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ORT Book Bands /Levels Reading Chest Confused... HELP!

(23 Posts)
woodlysmum Sat 30-Jul-11 19:55:14

Hi There

Thanks to recommendations on here we signed DS1 (4.10) up to Reading Chest and he has been really enjoying it. We had kept him on Book band 8 (purple) for quite a while, as he hasn't started school yet, but thought it was time to move him up as he could read and comprehend the books with ease and has been reading books like Roald Dahl quite confidently.

However, we got our first 3 books at Book band 9 (Gold) and 2 of the ORT books which say 'Stage 9' are at lower levels- Book Band 7 and 8. The Collins Big Cat is 'Stage 9' and Gold.

I am very confused about the ORT books- why are they Stage 9 but have lower 'book bands'? He read them very easily, so now I'm confused as to whether he should be on Stage 9...FWIW he had no trouble with the Collins Big Cat book.

Any help to decipher all of this would be great! Thanks...

thecaptaincrocfamily Sat 30-Jul-11 23:19:39

Its really great that he is good at reading and loves books but surely the holidays is a time that most children, especially at that age enjoy being active outside, creating things etc? I really wouldn't obsess about reading books. Just visit the library and allow him to pick the books he enjoys regardless of whether it is easy or not. Just like us, children do not always want to read their equivalent of war and peace ! Easy is fine! smile Enjoyment is more important.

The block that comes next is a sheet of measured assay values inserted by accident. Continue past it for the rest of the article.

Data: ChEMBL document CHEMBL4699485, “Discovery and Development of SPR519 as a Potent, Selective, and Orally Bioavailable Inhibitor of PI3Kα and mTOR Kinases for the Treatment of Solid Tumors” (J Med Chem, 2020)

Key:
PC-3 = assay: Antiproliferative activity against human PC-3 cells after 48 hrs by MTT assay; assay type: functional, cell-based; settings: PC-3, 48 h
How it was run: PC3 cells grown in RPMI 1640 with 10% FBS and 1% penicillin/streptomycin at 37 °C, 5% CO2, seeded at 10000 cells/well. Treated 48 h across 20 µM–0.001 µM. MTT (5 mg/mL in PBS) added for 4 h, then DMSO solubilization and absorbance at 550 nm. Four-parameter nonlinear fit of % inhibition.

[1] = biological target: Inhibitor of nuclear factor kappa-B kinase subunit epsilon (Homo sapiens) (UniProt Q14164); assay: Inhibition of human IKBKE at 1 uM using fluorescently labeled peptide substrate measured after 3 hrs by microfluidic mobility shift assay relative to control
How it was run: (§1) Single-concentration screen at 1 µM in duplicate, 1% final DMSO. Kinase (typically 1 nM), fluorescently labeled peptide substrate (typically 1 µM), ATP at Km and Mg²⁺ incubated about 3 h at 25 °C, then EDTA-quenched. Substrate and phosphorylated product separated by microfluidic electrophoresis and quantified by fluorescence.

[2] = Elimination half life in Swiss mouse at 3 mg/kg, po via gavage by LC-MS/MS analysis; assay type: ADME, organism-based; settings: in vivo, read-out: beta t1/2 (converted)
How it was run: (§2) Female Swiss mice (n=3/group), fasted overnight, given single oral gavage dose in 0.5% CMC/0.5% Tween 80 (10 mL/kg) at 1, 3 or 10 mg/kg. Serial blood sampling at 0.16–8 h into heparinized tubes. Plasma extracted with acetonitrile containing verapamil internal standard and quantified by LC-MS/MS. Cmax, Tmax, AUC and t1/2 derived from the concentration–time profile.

If he has any weaker areas it would be more helpful to engage him in play in these areas rather than placing so much emphasis on reading.
That said then this link may help

stopkickingthatmackerel Sun 31-Jul-11 09:45:47

In answer to the OP's question scheme books can be judged to be at a higher or lower book band than the "Stage" printed on the book by the publishers. I have experienced this with my DD's in the past.

blackeyedsusan Sun 31-Jul-11 11:38:09

i think reading chest have a note near the beginning about ort levels.

Runoutofideas Sun 31-Jul-11 14:28:28

The different schemes are all designed for different purposes and are categorised as closely as they can be into book bands, but it is not an exact process.

I don't think the levels as such matter hugely in that once he's reached purple/gold/white etc he has clearly mastered the basics of reading. I would ditch the levels and just let him read whatever he likes the look of. Could be Roald Dahl one day, the Gruffalo or a more basic picture book the next. He must enjoy reading to have got to that level so young so maybe give him control of what he reads until he goes to school He will still progress and have more fun from doing so.

Also you may find that as he progreeses through the levels, he can read the books fine, but the content may become a bit too grown-up for him. This was certainly the case for dd1. They don't need reading to be challenging every time as that is one way to put them off enjoying it. Variety is the way to go I think.

thecaptaincrocfamily Sun 31-Jul-11 23:42:19

I have found this website which levels most reading books

also this which gives reading age/ book band colour and corresponding recovery level

The levels in the former link correspond to recovery levels. HTH smile

mrz Mon 01-Aug-11 09:00:12

The Somerset levels are very odd (I'm assuming they are Reading Recovery levels) so won't match to Book Banding / NC /publishers stages/levels.

The second link is to PM benchmarking which again is a "individual" system which uses it's own colour bands

neither are used universally

muffinflop Mon 01-Aug-11 09:19:07

Surely I can't be the only one who thinks Reading Chest is ridiculously overpriced?? What's wrong with the library? If your DS is reading Roald Dahl then why do reading scheme in your spare time? Leave that for school and just let him choose his own books from charity shops or the library.

mrz Mon 01-Aug-11 09:31:42